This 36-credit-hour master of arts degree program provides a broad philosophical, historical, literary, curricular, and pedagogical perspective on classical education. Electives options include courses on the seven classical liberal arts, education leadership, and special topics courses.
Our courses carry the “EDU” designation in the course listings and are offered at the 600-700 level. Some advanced undergraduate courses may be cross-listed for graduate credit and are designated at the 500 level. These courses will incorporate additional requirements and rigor commensurate with graduate level study. All courses are for 3 credit hours, unless otherwise noted.
A study of the principles and practices of liberal education from its beginnings in the ancient world through to the present. The course will include ancient schooling; monastic schools; the rise of universities; the growth of Humanism, natural sciences, and specialization; the rise of the great books movement: and the revival of classical K-12 education.
A focused study of the principles and practices of American education from its beginnings through to the present. The course will include education in Colonial America, the Common School Era, the Progressive Era, and the 21st Century. There will be special focus on the role of education in the formation of character, citizenship, and a polity.
A survey of educational philosophy from the ancient Greeks through the Middle Ages. Focus is on primary texts.
A survey of educational philosophy from the Renaissance forward, including late modern developments that depart from the principles and understandings in the classical tradition. Focus is on primary texts.
A survey of select, great, primary texts from Antiquity to the Middle Ages. The course will seek to build an integrated understanding of the intellectual and cultural patrimony bequeathed to the West in the literary, historical, and philosophical texts.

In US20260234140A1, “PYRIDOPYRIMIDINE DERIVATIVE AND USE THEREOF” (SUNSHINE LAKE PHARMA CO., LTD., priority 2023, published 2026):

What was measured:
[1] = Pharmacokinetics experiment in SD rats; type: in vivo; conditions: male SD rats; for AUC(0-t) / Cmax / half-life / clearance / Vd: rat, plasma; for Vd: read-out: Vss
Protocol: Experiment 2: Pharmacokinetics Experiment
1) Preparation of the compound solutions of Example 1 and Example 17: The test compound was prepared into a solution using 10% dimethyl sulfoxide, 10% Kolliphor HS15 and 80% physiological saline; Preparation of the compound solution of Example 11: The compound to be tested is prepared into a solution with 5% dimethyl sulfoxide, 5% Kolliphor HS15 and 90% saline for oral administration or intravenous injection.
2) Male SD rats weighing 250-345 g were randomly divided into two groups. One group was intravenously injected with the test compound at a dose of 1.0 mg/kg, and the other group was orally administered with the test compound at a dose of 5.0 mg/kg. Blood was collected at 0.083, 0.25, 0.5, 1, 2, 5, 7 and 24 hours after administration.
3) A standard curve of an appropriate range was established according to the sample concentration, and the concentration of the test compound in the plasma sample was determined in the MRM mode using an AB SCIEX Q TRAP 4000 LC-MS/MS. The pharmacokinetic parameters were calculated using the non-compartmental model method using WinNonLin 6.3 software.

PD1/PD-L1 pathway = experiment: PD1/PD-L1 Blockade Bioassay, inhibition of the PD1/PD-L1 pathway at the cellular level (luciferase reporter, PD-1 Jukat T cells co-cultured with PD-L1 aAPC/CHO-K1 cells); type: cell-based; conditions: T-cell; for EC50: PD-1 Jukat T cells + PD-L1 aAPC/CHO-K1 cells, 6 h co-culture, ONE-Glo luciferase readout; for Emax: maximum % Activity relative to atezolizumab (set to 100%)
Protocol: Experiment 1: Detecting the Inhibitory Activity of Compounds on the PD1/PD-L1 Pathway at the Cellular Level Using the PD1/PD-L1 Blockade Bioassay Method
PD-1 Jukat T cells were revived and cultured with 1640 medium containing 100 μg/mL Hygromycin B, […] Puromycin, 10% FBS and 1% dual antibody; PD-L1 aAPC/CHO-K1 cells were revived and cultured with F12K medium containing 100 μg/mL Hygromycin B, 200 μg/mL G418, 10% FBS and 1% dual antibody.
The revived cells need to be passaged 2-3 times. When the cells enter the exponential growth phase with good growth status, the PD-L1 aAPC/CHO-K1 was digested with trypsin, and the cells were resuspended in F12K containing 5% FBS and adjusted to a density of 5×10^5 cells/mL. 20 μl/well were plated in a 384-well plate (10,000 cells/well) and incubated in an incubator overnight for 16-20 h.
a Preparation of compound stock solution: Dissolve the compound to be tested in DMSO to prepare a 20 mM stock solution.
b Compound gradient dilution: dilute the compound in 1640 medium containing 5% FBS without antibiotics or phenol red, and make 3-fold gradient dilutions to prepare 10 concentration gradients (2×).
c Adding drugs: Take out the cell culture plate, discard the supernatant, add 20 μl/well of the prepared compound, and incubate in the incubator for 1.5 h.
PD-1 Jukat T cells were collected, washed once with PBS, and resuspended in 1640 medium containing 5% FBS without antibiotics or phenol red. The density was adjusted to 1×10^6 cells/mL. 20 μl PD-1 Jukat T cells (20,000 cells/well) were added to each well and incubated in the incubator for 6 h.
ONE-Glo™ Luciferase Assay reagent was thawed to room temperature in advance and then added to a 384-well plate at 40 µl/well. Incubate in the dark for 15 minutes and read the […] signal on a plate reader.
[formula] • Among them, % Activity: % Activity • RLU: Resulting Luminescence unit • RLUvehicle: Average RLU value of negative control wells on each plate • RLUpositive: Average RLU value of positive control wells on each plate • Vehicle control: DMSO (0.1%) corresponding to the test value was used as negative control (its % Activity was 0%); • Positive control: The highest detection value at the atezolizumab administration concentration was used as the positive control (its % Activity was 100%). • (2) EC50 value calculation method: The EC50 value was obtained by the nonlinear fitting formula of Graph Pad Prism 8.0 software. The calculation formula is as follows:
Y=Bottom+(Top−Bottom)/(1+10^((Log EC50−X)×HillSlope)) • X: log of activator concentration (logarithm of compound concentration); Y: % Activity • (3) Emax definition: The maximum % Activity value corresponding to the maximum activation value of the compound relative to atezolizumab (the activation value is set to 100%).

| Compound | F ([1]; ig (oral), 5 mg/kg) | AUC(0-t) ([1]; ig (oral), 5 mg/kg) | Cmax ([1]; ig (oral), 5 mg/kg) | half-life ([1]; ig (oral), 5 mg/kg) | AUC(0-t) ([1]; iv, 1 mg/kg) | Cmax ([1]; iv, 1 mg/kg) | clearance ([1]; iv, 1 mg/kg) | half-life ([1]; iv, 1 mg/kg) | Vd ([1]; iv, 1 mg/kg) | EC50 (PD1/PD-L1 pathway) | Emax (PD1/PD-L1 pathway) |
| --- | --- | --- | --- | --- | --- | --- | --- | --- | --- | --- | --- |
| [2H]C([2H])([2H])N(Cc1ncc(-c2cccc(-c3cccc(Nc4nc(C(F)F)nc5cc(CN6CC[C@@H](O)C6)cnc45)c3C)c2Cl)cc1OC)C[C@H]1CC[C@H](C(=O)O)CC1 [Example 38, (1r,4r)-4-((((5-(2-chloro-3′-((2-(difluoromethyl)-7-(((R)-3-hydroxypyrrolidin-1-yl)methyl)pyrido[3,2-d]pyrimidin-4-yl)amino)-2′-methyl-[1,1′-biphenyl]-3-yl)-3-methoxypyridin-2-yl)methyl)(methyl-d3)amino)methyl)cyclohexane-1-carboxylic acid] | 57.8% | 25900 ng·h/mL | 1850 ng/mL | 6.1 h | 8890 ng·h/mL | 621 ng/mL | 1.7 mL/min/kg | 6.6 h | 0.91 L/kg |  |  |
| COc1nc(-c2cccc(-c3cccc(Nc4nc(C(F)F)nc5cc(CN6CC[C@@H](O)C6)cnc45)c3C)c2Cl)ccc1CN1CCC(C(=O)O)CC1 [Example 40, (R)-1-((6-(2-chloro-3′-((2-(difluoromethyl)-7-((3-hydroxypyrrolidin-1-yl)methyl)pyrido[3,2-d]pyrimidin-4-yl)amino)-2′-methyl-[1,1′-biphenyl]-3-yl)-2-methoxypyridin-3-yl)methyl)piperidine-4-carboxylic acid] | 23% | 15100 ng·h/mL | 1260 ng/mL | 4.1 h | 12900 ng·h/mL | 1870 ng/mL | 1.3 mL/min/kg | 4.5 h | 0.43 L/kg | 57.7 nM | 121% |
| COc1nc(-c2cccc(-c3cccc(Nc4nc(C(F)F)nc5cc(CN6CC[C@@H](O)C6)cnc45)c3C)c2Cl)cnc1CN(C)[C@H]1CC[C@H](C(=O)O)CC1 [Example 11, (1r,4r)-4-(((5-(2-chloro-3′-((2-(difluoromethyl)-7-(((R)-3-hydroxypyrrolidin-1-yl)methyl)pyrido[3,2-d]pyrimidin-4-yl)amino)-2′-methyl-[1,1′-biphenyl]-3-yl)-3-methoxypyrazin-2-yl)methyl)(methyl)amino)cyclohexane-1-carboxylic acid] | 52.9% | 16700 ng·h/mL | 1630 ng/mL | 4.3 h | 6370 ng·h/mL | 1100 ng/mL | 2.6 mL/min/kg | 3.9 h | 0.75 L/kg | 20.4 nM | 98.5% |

A survey of select, great, primary texts from the Renaissance to the Modern era in the West. The course will seek to build an integrated understanding of the intellectual and cultural patrimony bequeathed to the West in the literary, historical, and philosophical texts.
A study of the principles giving form and content to classical pedagogy and curricula particularly as found in the present. While reference to past models and practices is appropriate, the course will emphasize the manner in which contemporary classical pedagogy and curricula incorporate their animating principles and the consequences—including as regards effectiveness—of their doing so.
The research thesis will bear upon some facet or aspect of classical education. The course includes an oral defense of the thesis.
This elective course provides a close study of a particular figure, author, idea, or theme related to classical education.
A study of the three “trivial” arts (grammar, logic, and rhetoric) in classical education and of the ideas and principles that undergird them. The course will both survey the content of the trivium and engage in a classically informed study of human knowing as relates to language.
A study of the four “quadrivial” arts (arithmetic, geometry, music, and astronomy) in classical education and of the ideas and principles that undergird them. The course will both survey the content of the quadrivium and engage in a classically informed study of human knowing as relates to quantity.